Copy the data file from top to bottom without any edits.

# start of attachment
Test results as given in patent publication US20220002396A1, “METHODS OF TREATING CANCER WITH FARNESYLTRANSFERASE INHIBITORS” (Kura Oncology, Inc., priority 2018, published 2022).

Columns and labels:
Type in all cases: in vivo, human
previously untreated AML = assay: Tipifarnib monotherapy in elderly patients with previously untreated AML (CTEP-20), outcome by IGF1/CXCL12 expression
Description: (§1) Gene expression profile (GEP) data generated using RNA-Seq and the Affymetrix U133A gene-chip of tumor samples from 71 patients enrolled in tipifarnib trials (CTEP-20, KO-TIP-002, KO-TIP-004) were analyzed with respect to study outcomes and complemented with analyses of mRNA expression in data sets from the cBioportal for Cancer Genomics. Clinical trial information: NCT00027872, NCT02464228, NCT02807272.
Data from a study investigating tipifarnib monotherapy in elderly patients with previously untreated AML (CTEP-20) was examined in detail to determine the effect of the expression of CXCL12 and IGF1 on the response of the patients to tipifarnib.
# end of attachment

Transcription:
Test results as given in patent publication US20220002396A1, “METHODS OF TREATING CANCER WITH FARNESYLTRANSFERASE INHIBITORS” (Kura Oncology, Inc., priority 2018, published 2022).

Columns and labels:
Type in all cases: in vivo, human
previously untreated AML = assay: Tipifarnib monotherapy in elderly patients with previously untreated AML (CTEP-20), outcome by IGF1/CXCL12 expression
Description: (§1) Gene expression profile (GEP) data generated using RNA-Seq and the Affymetrix U133A gene-chip of tumor samples from 71 patients enrolled in tipifarnib trials (CTEP-20, KO-TIP-002, KO-TIP-004) were analyzed with respect to study outcomes and complemented with analyses of mRNA expression in data sets from the cBioportal for Cancer Genomics. Clinical trial information: NCT00027872, NCT02464228, NCT02807272.
Data from a study investigating tipifarnib monotherapy in elderly patients with previously untreated AML (CTEP-20) was examined in detail to determine the effect of the expression of CXCL12 and IGF1 on the response of the patients to tipifarnib.